Stand and Deliver
If you follow workplace wellness trends, you’ve probably noticed that standing desks are getting a lot of attention these days. There is ample reason for the hype surrounding an alternative to traditional sitting desks; as several studies have shown, sitting is very bad for your health. Sitting puts an extra 40 percent of pressure on your spine, and a sedentary lifestyle has been linked to cardiovascular problems, type 2 diabetes, and even increased risk of dementia and cancer! The health risks prompted some to claim that “sitting is the new smoking.”
Working Americans spend an average of six to 10 hours a day sitting, usually in front of a computer. But how to work without sitting? Enter the standing desk, touted by many as a cure-all for the problems that prolonged sitting brings. Custom standing desks are available for thousands of dollars, or homemade ones can be fashioned from planks, books, and other household items.
Research shows that spending at least part of your day at a standing desk has some considerable benefits, including:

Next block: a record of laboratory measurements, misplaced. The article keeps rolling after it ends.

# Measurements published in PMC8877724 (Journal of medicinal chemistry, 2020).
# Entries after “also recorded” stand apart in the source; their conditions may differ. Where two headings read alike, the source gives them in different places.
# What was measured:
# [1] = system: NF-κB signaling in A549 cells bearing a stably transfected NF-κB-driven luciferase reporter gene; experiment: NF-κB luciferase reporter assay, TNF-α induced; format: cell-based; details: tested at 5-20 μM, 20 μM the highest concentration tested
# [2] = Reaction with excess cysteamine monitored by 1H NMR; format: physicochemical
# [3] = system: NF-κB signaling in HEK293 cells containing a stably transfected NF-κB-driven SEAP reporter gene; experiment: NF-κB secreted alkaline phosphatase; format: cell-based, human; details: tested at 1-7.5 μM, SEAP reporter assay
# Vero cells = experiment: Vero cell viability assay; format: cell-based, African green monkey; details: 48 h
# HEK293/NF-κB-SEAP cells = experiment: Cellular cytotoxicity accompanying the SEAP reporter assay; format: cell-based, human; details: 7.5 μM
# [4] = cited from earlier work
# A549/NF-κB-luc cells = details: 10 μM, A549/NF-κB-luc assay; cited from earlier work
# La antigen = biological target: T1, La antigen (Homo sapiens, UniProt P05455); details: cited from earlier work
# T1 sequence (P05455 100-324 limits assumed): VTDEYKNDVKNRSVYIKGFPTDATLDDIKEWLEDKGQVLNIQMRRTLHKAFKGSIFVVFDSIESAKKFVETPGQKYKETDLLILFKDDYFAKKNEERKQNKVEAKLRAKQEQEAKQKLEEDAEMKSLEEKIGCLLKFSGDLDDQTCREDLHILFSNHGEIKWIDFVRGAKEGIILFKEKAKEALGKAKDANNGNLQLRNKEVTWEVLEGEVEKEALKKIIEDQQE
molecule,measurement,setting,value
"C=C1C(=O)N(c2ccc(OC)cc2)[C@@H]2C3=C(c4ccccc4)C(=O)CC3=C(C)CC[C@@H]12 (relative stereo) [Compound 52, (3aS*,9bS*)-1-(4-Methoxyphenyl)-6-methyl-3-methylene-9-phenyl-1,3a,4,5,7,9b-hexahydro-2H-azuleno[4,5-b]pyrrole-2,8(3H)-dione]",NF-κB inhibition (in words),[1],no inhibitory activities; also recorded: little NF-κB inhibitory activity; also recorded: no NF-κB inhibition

- Reduced risk of obesity
- Reduced risk of cancer, especially breast and colon cancer
- Improved posture
- Less pressure on spine, so reduction of some back pain
- Longer life
That being said, research shows that replacing sitting all day with standing all day is not ideal either. Standing for long periods can increase lower back pain, decrease concentration on certain tasks, and result in enlarged veins. The key, it seems, is movement and moderation. Going back and forth between sitting and standing during the course of the day is much more beneficial than choosing one position and staying in it for eight hours. Many people are now choosing convertible sit/stand desks that allow for that flexibility, and adding accessories like anti-fatigue mats to reduce pressure on legs.